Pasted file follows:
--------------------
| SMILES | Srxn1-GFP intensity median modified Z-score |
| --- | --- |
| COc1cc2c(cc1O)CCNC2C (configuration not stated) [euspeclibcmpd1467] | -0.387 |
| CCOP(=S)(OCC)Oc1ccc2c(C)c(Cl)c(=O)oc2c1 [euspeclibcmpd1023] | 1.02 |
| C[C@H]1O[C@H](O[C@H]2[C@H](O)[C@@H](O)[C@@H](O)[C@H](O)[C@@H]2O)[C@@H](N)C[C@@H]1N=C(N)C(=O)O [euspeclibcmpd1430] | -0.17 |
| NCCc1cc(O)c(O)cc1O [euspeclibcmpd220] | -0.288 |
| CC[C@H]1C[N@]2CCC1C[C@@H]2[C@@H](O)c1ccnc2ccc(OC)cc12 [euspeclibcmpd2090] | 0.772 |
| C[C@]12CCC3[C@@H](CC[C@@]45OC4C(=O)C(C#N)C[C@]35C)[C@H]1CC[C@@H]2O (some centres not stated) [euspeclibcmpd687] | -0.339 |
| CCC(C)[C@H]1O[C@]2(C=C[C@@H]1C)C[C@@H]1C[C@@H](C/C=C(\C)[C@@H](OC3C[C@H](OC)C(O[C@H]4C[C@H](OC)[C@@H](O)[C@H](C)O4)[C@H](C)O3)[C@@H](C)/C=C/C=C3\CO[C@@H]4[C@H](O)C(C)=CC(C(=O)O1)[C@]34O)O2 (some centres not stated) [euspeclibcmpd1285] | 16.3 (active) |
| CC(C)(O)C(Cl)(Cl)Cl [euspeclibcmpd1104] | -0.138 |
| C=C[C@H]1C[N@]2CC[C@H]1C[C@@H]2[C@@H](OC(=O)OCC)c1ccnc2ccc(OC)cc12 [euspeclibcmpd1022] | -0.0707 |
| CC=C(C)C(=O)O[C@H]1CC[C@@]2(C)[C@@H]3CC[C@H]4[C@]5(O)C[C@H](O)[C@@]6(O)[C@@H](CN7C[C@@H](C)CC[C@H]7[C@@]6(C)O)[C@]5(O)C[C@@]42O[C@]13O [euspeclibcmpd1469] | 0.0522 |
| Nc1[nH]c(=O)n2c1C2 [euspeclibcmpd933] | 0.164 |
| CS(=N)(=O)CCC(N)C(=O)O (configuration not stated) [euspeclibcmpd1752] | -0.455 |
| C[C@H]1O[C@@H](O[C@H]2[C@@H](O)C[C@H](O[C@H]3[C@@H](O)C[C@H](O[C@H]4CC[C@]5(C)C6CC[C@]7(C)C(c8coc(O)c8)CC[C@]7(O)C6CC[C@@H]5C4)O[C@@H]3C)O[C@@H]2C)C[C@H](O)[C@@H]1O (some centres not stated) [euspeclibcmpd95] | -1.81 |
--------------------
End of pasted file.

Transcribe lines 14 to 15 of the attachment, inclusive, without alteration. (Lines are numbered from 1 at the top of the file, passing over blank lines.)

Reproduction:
| CS(=N)(=O)CCC(N)C(=O)O (configuration not stated) [euspeclibcmpd1752] | -0.455 |
| C[C@H]1O[C@@H](O[C@H]2[C@@H](O)C[C@H](O[C@H]3[C@@H](O)C[C@H](O[C@H]4CC[C@]5(C)C6CC[C@]7(C)C(c8coc(O)c8)CC[C@]7(O)C6CC[C@@H]5C4)O[C@@H]3C)O[C@@H]2C)C[C@H](O)[C@@H]1O (some centres not stated) [euspeclibcmpd95] | -1.81 |